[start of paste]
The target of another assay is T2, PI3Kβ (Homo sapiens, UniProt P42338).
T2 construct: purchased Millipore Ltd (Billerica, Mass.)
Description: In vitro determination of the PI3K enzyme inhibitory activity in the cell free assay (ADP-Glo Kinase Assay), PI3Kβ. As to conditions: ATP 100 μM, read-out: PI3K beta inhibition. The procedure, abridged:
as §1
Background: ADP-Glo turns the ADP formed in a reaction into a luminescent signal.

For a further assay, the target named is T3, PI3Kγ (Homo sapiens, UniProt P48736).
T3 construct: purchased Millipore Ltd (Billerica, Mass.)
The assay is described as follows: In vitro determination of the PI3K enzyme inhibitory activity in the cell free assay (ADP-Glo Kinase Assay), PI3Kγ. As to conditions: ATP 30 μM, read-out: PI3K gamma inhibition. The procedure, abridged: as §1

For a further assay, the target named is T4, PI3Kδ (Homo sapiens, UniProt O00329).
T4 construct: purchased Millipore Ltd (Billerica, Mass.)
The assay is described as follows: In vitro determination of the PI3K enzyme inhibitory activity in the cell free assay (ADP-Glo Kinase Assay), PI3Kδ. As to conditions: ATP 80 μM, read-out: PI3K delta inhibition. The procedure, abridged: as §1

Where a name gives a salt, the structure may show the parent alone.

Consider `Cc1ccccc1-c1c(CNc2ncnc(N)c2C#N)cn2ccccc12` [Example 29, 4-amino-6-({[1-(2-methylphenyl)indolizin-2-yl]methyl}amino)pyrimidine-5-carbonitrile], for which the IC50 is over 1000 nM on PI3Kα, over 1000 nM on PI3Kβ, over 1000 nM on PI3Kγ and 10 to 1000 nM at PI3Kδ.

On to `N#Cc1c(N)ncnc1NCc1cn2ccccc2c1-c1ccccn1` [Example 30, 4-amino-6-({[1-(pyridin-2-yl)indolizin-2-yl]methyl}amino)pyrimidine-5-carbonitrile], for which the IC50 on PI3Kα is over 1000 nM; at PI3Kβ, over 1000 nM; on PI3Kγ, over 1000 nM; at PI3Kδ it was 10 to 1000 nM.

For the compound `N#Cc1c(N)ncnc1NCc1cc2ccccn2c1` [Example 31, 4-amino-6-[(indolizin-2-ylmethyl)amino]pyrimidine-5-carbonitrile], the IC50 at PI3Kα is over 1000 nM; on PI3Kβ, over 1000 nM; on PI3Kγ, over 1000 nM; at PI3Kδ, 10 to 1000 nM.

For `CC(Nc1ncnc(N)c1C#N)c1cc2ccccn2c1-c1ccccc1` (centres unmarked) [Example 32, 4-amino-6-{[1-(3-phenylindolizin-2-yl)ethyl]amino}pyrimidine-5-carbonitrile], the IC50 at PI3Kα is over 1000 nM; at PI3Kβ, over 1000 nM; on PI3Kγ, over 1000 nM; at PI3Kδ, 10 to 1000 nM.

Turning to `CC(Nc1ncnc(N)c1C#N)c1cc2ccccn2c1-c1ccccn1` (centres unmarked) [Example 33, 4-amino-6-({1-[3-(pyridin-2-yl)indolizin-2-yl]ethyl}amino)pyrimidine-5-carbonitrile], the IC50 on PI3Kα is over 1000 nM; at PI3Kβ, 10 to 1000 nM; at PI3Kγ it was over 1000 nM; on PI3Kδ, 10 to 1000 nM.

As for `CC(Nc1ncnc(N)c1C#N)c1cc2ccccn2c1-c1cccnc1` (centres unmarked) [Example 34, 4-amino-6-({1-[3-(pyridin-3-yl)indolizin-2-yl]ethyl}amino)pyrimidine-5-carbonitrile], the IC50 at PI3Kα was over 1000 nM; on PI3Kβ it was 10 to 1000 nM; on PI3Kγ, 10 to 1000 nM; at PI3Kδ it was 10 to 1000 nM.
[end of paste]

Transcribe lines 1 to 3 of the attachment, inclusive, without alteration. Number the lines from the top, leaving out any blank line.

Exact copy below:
The target of another assay is T2, PI3Kβ (Homo sapiens, UniProt P42338).
T2 construct: purchased Millipore Ltd (Billerica, Mass.)
Description: In vitro determination of the PI3K enzyme inhibitory activity in the cell free assay (ADP-Glo Kinase Assay), PI3Kβ. As to conditions: ATP 100 μM, read-out: PI3K beta inhibition. The procedure, abridged: